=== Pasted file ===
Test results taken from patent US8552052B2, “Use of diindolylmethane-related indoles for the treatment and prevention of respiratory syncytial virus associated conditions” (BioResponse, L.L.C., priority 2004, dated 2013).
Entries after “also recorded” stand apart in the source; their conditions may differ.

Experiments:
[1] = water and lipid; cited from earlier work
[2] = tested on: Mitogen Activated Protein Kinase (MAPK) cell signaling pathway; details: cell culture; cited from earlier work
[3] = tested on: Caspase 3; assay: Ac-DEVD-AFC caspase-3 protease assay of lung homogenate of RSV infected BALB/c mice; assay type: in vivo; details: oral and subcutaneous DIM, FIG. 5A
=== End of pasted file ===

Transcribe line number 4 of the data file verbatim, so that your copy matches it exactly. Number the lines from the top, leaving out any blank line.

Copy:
[1] = water and lipid; cited from earlier work